It’s no secret that foods from the African continent are an absolute festival myriad of flavours – from the tagines of the Sahara to the fish stews of Mozambique and beyond, the secret ingredient is almost always spices. Not only do they add a kick to almost any dish, but being high in vitamins and nutrients is an added benefit, with many spices and herbs from the continent being used for varying health benefits as well. With many of these spices and herbs from Africa being readily available around the world, anyone almost anywhere can add a taste of Africa to their usual dishes. These will not just pump up the flavour but will give the dish an exotic flair as well. African spice varieties such as nutmeg, vanilla, cardamom, chillies, ginger, various peppers, cinnamon, and turmeric grow exceptionally well in Tanzania, especially on the island of Zanzibar. Farm tours are available to see how the spices are planted, grown, and harvested, with options to purchase your own exceptionally fresh herbs straight at the source. The scent of these herbs often fill the air throughout any Zanzibari markets, and many can be found for fair prices.
Spice blends are a big favourite, especially in Saharan Africa, from Morocco to Egypt and even further south in Sudan, Ethiopia, and other countries. African spice blends such as Ras el Hanout in Morocco, a blend of cloves, cinnamon, paprika, coriander, and cumin among others allows the flavouring of the dish expertly, more with fragrance than with heat, and is known to be used in things like couscous and lamb dishes. There is no exhaustive list of spices that go into Ras el Hanout, and in fact, many spice sellers will have their own unique blends of this very versatile spice mix. While similar to the “baharat” spice mix, the two are normally distinguished by the dishes in which they are used.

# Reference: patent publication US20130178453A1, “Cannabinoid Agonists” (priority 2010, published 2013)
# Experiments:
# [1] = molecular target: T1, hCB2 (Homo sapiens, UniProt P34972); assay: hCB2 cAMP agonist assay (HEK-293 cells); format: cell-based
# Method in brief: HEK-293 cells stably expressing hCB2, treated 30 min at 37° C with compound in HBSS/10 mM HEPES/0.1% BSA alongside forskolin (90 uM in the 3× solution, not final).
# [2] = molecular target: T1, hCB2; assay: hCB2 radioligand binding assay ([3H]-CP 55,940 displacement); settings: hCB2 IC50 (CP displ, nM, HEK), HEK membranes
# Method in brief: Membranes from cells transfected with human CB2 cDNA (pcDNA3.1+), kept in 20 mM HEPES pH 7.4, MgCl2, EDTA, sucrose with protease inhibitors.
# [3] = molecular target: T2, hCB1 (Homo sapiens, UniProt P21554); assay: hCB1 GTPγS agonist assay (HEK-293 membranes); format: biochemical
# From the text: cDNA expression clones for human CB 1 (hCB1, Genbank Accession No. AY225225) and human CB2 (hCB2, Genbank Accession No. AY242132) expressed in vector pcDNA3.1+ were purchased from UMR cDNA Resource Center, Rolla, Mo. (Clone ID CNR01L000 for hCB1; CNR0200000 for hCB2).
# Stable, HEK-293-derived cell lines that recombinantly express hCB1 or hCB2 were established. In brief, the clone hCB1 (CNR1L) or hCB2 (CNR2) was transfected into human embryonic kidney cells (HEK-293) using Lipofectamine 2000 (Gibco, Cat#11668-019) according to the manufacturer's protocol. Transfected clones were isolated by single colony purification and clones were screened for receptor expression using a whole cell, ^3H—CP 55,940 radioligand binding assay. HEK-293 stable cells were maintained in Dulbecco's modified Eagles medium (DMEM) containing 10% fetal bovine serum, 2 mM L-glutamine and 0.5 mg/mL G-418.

Berbere, an important ingredient in Ethiopia and Eritrea, is made usually from chillies, black pepper, cloves, coriander, ginger, garlic, and cardamom, but can also be used with more local herbs and spices which are found only in the area, such as long pepper and korarima. This African spice, while specifically Ethiopian, is a versatile spice blend which can be used in a variety of non-African dishes, but many mixes found internationally may not include the long pepper or korarima.
Tsire is a West-African spice mix that is usually comprised of ground peanuts, chilli powder, ginger, nutmeg, cloves, and cinnamon, a common marinade for grilled meats, added before cooking, and then a bit more, added prior to serving. Flavourful, but not overly spicy, this adds a very curry-like flavour to meats, reminiscent of mild curries of other Indian Ocean nations. This African spice is normally used in kebabs but can be added to almost any meat.
Cubeb, a pepper that is used as a spice for flavouring, but also for health benefits to help with throat pain, infertility and as a diuretic. It is normally found in North and West African cuisines but is originally found in Indonesia. This African spice, while not common in most western modern cooking, can be used as an allspice substitute or as a pepper substitute in not just general seasonings but for spice mixes to flavour things such as gingerbreads and meats. Cubeb is formerly known in many Arab dishes and is also used as an antiseptic to help with respiratory issues or urinary tract problems.